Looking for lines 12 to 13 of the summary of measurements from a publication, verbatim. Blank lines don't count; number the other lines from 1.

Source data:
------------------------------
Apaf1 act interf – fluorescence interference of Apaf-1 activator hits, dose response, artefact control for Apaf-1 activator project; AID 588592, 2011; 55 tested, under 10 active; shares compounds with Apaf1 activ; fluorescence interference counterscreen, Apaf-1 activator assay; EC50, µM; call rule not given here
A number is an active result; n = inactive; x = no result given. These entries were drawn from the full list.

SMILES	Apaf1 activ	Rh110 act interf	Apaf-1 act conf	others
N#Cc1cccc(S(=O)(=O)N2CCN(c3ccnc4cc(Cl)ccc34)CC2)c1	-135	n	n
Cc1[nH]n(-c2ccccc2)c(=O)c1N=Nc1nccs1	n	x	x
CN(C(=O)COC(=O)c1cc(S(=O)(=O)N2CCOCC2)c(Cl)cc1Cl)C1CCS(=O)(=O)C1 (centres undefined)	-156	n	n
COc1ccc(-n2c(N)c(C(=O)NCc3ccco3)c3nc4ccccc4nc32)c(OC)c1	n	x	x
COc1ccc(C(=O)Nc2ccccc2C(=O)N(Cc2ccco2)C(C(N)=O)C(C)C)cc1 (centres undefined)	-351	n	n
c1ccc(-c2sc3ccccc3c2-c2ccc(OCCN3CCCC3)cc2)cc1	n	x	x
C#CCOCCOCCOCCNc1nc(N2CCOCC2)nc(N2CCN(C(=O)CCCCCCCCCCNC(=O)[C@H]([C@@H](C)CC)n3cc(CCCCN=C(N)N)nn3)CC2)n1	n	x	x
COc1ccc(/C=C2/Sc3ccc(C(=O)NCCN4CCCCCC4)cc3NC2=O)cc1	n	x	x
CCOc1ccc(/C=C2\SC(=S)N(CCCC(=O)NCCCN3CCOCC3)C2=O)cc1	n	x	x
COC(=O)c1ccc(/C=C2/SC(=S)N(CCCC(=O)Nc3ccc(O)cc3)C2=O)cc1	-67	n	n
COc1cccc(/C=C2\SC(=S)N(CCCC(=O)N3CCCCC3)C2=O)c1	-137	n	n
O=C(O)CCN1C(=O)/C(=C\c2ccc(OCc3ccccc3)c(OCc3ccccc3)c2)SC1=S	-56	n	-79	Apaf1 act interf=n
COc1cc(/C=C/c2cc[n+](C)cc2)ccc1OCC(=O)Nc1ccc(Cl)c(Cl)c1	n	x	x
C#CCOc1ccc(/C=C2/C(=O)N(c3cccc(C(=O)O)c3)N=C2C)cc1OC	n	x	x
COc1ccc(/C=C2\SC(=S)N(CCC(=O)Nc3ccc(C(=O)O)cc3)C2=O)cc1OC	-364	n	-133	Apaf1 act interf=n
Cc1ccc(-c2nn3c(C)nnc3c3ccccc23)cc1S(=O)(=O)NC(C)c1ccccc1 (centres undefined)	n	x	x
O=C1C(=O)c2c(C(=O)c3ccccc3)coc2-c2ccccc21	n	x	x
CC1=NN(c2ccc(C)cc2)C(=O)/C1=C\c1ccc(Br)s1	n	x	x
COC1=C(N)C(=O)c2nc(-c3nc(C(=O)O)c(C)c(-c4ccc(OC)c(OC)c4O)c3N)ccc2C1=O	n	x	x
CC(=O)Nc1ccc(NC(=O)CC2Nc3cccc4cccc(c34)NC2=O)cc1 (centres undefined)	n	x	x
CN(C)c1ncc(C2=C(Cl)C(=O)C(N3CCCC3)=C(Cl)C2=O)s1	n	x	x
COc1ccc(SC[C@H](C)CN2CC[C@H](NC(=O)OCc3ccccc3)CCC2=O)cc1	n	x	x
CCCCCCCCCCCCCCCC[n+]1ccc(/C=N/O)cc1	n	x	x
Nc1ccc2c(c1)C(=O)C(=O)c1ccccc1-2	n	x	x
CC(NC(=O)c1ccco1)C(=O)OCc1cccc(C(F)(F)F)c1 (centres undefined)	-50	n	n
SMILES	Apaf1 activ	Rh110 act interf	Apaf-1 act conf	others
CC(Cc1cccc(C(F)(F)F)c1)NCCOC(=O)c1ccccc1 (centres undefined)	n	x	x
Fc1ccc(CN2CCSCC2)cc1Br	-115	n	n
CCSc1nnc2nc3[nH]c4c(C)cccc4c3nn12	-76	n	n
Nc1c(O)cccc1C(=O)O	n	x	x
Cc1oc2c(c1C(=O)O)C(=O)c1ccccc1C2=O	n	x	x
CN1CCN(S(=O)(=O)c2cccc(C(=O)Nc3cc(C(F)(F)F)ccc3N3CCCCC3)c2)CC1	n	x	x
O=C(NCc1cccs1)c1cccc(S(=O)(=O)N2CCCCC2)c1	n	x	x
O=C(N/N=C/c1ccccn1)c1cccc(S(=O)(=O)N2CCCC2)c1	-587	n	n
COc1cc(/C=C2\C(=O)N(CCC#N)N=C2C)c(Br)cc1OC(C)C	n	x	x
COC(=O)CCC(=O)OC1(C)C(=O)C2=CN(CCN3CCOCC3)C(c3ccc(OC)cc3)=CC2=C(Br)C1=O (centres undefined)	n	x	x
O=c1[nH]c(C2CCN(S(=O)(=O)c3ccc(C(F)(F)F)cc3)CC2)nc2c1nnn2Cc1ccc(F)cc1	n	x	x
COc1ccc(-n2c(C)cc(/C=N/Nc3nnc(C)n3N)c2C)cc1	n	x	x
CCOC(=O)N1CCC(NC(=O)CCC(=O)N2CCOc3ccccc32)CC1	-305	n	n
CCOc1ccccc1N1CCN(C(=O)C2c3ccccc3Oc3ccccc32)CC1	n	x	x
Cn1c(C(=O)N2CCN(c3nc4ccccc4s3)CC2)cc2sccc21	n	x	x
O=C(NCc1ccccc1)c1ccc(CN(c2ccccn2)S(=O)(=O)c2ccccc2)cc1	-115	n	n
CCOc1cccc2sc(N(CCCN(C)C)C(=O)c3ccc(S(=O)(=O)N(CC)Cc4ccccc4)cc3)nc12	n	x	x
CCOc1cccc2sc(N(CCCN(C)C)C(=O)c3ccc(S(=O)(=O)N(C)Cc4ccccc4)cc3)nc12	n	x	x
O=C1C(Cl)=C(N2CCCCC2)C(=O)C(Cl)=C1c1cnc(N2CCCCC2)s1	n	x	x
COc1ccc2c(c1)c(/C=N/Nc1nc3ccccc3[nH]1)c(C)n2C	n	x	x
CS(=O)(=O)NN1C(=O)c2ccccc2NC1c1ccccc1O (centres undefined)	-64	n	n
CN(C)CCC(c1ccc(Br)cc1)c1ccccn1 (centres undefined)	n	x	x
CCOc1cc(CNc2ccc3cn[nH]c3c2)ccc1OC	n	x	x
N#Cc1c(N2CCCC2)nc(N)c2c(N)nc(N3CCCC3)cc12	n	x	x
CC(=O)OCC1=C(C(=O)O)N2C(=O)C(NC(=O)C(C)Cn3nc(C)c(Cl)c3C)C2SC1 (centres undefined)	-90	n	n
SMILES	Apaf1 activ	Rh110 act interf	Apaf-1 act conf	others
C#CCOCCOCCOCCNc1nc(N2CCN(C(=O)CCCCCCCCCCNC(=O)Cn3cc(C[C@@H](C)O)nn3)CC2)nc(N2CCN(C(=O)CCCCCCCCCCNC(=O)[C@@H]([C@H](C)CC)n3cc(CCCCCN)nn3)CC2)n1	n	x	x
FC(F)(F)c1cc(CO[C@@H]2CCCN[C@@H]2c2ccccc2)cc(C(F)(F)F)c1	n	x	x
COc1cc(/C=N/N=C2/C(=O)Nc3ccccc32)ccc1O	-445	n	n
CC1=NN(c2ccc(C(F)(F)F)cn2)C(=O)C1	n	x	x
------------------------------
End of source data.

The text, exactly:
CCOc1ccc(/C=C2\SC(=S)N(CCCC(=O)NCCCN3CCOCC3)C2=O)cc1	n	x	x
COC(=O)c1ccc(/C=C2/SC(=S)N(CCCC(=O)Nc3ccc(O)cc3)C2=O)cc1	-67	n	n